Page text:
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How To Capture And Curate Colors You See Every Day

Making digital projects often means approximating hues you love in real life—often badly. Nix is a pocket-sized Bluetooth sensor that, unlike your phone’s camera, doesn’t let ambient light pollute the color you want to capture and reproduce. Better yet—it’s open source.

How To Capture And Curate Colors You See Every Day

Ever see the perfect color for your living room on a swath of street art? A wildflower? Photos give a general sense of the hue, but aren’t nearly precise enough. Enter Nix, a Bluetooth-connected color sensor that pipes color scans to an app on your smartphone. Never lose a sweet color again.

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The Nix fits in the palm of your hand like a large gem. To use, place it face down on the desired color: The sensor in the middle has its own light source, preventing ambient light from altering color readings (an issue with smartphone camera-based color-sensing apps). The Nix beams the reading to a paired app on your smartphone, which allows you to convert the color to other media (interior wall paints, oil paints, makeup, hobby paints, etc.) and can even populate an area map with paint stores selling your color.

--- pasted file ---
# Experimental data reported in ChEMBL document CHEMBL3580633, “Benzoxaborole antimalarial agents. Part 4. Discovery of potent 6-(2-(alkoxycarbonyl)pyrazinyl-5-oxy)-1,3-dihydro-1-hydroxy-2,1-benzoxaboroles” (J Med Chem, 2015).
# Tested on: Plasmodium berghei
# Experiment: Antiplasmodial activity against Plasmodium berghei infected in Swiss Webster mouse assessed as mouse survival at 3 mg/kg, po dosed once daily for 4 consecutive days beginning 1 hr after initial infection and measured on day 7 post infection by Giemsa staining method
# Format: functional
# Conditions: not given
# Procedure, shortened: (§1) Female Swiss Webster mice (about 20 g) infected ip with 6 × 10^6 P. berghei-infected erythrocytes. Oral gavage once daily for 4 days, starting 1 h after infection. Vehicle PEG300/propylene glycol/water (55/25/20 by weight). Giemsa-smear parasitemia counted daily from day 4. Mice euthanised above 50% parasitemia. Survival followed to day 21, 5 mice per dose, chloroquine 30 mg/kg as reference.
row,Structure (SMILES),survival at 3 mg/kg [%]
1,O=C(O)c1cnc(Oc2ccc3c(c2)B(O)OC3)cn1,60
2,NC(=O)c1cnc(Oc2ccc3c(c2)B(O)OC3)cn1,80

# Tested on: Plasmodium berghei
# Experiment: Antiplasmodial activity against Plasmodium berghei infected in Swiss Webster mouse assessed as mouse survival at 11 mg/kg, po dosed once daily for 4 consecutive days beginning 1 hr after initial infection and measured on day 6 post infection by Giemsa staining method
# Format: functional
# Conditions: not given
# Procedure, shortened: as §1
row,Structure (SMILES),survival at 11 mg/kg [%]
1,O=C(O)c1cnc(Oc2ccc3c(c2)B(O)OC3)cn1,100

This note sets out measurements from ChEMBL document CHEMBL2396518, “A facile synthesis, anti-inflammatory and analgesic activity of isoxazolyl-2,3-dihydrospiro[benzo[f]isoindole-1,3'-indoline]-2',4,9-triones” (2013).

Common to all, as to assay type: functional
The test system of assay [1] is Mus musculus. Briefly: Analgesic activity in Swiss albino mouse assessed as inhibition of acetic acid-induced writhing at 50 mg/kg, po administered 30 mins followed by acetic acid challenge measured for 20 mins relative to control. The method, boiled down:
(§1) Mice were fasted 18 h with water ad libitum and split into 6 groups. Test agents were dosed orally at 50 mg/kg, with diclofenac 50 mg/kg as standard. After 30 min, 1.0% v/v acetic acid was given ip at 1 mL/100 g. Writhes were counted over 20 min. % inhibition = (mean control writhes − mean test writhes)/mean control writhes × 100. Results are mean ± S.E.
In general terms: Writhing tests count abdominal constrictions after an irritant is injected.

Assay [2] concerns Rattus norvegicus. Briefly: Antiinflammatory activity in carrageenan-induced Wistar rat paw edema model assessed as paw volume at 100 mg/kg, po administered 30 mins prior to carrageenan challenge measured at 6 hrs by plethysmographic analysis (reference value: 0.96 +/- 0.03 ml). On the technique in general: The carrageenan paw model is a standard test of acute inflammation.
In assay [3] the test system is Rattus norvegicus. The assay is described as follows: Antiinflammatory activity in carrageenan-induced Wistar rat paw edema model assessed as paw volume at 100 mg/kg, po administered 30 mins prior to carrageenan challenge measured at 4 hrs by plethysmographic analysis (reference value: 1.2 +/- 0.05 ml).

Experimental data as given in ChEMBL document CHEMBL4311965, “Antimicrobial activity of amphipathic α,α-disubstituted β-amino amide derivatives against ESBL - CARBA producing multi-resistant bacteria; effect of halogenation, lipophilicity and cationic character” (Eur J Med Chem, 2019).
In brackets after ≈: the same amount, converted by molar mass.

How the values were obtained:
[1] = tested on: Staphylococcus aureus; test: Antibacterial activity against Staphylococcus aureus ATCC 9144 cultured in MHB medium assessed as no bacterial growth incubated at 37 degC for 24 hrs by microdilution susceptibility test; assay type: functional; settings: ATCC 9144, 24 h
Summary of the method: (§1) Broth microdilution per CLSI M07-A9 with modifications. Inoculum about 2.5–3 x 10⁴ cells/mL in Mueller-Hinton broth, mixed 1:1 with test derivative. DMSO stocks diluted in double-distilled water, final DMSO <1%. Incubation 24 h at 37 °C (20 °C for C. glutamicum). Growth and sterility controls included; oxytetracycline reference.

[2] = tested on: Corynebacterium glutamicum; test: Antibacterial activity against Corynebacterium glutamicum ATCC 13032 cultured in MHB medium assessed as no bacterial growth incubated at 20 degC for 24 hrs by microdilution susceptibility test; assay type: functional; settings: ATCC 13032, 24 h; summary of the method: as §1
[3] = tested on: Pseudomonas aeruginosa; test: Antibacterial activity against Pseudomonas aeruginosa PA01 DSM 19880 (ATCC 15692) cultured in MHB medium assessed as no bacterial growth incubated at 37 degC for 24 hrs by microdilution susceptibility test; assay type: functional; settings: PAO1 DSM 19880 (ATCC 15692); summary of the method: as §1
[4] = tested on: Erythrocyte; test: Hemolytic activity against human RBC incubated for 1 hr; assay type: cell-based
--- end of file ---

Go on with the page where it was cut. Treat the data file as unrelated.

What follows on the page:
The Nix aims to replace the fanned paint decks that professional designers haul around in heavy totes, but that’s only the tip of its applications. As they note in their Kickstarter page, the team was inspired by a friend’s work with burn victims and patients with severe skin disorders: Finding skin-matching makeup is a costly and extensive process, but with the Nix, costs dribble down to $200 a unit ($99 for early Kickstarter rate), allowing Nix to be shipped all over.

But at its core, the Nix is an open-source light sensor, meaning people have built and will continue to build weird applications for it. Want to see if your fruit is ripe? Set a shade preset for "optimum ripeness." Want to make sure your plants are getting the right amount of sun? Make a preset for ideal brightness. Whether one sensor in a suite or the core sensing element, Nix’s open source framework should be a playground for tinkerers, especially given its Bluetooth connectivity.

Two days after launch, the Nix has raised over $5,000 CAD of its $35,000 CAD goal and, if funded, plans to ship in February 2014.

[Image courtesy of Nix]